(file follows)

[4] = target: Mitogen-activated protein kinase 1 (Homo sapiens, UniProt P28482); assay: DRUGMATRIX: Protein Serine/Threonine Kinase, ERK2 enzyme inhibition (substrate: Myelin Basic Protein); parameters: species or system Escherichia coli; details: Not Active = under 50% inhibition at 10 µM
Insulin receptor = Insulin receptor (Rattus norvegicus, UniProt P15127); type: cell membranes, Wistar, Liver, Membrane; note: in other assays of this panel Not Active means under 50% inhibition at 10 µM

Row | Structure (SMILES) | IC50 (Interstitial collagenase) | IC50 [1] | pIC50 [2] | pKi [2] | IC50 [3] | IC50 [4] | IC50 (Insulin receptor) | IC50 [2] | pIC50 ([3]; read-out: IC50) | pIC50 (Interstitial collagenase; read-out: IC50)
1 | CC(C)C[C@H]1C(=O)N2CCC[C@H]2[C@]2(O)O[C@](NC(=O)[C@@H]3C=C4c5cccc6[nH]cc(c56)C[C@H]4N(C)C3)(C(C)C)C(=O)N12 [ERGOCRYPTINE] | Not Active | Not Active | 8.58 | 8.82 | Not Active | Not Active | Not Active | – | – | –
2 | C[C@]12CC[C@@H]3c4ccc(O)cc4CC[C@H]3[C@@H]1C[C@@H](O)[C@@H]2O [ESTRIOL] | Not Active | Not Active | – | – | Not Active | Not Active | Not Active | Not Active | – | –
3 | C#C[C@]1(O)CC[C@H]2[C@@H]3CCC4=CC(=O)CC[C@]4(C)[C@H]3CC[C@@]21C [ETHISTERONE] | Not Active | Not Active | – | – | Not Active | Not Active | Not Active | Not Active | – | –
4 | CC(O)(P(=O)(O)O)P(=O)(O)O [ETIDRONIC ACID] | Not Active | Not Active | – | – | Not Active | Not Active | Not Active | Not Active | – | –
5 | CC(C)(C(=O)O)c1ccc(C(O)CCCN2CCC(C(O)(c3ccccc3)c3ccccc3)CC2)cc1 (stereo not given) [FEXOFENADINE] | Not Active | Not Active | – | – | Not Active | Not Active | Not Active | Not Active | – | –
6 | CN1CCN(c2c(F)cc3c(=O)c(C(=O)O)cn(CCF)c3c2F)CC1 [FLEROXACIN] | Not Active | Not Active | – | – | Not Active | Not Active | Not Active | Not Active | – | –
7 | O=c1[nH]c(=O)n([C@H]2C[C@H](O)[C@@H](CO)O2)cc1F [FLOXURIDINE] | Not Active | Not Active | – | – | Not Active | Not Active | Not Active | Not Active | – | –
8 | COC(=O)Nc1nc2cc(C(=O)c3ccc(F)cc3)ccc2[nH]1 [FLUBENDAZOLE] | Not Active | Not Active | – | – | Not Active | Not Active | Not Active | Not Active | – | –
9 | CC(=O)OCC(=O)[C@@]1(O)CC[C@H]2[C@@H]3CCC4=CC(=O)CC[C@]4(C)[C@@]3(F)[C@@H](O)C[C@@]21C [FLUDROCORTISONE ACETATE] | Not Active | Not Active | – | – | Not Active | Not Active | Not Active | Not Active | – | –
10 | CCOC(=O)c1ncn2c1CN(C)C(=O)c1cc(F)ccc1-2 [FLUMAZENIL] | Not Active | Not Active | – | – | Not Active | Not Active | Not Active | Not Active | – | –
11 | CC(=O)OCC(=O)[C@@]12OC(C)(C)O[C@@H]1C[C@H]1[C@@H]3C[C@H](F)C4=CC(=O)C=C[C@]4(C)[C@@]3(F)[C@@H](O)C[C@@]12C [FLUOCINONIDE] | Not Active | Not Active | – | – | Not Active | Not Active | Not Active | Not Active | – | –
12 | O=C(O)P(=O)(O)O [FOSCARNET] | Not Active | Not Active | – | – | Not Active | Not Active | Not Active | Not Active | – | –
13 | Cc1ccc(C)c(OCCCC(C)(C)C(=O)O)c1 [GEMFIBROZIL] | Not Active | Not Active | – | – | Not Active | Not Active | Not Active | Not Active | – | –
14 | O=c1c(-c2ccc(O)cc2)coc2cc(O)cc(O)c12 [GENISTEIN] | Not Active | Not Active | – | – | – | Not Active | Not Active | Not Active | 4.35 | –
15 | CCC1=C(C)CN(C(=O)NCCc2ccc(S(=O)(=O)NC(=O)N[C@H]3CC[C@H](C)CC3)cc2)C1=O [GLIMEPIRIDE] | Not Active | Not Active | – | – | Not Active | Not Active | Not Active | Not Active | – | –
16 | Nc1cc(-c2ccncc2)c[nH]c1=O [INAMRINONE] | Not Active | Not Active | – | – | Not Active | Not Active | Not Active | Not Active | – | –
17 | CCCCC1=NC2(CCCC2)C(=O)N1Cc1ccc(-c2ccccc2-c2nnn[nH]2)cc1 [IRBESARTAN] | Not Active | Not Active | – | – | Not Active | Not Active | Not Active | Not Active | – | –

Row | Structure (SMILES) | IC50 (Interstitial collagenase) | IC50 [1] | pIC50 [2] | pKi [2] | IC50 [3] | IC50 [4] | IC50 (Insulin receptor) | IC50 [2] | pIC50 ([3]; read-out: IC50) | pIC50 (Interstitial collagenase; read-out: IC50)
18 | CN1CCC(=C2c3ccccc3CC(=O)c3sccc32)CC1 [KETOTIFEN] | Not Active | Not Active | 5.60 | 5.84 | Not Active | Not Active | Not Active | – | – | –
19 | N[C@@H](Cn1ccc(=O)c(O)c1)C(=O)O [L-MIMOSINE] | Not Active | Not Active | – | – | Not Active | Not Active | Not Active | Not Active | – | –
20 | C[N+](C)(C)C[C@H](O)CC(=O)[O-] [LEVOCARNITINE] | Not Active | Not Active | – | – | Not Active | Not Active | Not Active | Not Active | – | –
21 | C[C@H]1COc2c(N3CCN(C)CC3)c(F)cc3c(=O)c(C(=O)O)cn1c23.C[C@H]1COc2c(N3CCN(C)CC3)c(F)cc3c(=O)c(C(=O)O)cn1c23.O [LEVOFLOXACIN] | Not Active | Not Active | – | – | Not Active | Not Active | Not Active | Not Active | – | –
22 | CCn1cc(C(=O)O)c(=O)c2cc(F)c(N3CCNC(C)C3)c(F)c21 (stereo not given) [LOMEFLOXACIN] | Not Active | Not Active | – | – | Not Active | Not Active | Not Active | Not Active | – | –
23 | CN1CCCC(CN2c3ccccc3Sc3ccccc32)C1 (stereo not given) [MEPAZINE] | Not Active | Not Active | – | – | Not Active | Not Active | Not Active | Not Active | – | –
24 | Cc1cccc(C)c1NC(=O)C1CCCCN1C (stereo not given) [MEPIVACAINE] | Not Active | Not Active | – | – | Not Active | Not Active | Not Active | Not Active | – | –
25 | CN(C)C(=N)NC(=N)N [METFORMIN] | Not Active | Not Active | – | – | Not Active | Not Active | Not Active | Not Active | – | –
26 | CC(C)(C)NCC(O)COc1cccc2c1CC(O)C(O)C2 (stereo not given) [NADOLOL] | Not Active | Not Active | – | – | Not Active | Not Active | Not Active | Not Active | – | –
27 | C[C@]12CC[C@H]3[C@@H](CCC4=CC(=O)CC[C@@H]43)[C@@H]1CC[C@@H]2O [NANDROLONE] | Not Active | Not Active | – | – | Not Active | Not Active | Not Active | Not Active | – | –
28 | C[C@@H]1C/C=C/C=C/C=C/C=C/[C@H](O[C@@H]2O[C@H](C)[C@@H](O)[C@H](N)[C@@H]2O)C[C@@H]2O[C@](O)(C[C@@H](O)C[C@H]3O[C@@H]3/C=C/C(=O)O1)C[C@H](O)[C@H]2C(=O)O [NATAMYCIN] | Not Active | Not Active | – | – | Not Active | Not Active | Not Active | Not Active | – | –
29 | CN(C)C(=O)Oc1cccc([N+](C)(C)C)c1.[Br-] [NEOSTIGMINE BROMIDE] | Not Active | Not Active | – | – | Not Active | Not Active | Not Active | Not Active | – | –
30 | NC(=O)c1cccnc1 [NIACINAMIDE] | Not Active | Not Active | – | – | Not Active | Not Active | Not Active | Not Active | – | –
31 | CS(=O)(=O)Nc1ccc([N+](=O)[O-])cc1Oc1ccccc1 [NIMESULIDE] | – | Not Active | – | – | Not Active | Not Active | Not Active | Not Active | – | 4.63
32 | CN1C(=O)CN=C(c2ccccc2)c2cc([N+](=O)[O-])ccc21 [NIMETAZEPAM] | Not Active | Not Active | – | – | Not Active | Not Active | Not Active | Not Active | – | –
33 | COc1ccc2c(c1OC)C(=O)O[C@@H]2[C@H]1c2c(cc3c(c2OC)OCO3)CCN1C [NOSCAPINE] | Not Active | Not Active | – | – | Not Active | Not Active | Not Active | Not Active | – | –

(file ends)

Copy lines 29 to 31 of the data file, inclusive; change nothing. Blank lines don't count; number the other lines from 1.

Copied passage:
25 | CN(C)C(=N)NC(=N)N [METFORMIN] | Not Active | Not Active | – | – | Not Active | Not Active | Not Active | Not Active | – | –
26 | CC(C)(C)NCC(O)COc1cccc2c1CC(O)C(O)C2 (stereo not given) [NADOLOL] | Not Active | Not Active | – | – | Not Active | Not Active | Not Active | Not Active | – | –
27 | C[C@]12CC[C@H]3[C@@H](CCC4=CC(=O)CC[C@@H]43)[C@@H]1CC[C@@H]2O [NANDROLONE] | Not Active | Not Active | – | – | Not Active | Not Active | Not Active | Not Active | – | –